The chokecherry was among the most important wild fruits used by North American Indians. Chokecherries were widely used by the Blackfoot and Plains Cree. The period during which the chokecherry was in fruit was referred to as `black-cherry-moon’.
The fruit was dried and ground, stones and all, for use in soups, stews, and pemmican. In the interior of B.C., dried chokecherries were often eaten with salmon or salmon eggs.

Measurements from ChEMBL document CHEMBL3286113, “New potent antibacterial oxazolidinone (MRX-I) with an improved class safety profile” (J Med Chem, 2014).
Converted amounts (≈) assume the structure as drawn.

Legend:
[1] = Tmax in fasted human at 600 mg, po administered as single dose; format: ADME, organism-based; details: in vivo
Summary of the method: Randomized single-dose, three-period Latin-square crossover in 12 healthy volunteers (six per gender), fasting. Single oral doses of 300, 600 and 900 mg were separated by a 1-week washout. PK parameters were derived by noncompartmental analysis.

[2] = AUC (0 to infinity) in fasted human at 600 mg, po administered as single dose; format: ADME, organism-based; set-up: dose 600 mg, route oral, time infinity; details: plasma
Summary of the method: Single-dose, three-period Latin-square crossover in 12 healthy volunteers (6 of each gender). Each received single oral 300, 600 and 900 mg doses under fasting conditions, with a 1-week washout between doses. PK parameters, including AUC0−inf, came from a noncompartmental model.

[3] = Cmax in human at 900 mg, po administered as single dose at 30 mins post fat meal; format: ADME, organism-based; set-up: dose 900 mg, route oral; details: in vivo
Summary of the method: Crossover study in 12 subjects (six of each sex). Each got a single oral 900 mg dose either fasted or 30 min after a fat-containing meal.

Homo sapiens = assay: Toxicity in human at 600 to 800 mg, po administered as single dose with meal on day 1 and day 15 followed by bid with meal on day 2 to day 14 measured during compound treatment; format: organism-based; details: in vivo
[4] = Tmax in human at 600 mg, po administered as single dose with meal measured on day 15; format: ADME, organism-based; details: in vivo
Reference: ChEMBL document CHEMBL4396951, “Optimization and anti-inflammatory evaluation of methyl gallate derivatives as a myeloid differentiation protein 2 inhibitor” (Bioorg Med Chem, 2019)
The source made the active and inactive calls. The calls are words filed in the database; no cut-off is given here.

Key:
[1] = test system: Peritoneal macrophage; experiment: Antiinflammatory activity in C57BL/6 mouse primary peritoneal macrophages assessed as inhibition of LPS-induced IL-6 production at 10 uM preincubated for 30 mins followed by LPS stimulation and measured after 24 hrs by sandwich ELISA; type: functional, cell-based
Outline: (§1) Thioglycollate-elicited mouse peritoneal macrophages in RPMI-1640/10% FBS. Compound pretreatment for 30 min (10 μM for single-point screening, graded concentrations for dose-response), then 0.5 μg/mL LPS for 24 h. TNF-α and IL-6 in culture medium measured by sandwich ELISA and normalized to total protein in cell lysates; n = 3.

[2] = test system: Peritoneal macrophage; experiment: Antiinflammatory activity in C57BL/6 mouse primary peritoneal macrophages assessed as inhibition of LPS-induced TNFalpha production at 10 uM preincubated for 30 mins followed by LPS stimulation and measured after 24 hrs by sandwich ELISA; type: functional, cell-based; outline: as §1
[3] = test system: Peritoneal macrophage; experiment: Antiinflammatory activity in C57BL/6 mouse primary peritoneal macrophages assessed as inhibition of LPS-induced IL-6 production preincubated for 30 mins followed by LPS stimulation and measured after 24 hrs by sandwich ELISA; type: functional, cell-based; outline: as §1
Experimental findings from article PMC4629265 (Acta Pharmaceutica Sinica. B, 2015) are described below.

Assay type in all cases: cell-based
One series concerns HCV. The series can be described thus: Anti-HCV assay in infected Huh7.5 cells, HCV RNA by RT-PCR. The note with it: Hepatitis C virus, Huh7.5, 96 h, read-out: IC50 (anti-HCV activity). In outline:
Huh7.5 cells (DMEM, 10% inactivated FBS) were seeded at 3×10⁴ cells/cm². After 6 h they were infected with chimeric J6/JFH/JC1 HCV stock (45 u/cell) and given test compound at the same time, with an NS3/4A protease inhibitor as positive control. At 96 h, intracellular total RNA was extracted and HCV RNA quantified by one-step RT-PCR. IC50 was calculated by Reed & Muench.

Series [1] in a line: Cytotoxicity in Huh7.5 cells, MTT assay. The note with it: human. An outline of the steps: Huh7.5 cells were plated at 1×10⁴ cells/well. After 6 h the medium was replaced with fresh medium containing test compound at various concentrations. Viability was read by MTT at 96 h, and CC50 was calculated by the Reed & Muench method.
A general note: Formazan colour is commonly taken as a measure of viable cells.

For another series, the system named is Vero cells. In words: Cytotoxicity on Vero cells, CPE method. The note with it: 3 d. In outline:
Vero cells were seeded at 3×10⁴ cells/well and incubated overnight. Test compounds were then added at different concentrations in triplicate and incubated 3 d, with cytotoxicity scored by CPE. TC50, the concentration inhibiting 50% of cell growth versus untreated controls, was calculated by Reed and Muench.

The bark was boiled along with other ingredients to produce a remedy for diarrhea. A strong, black, astringent tea was made from boiled twigs and used to relieve fevers. Dried roots were chewed and placed on wounds to stop bleeding. Teas were made from the bark or roots and used to treat coughing, malaria, stomachaches, tuberculosis and intestinal worms. Such teas were also used as sedatives and appetite stimulants. The fruit was used to treat canker sores, ulcers, and abscesses.
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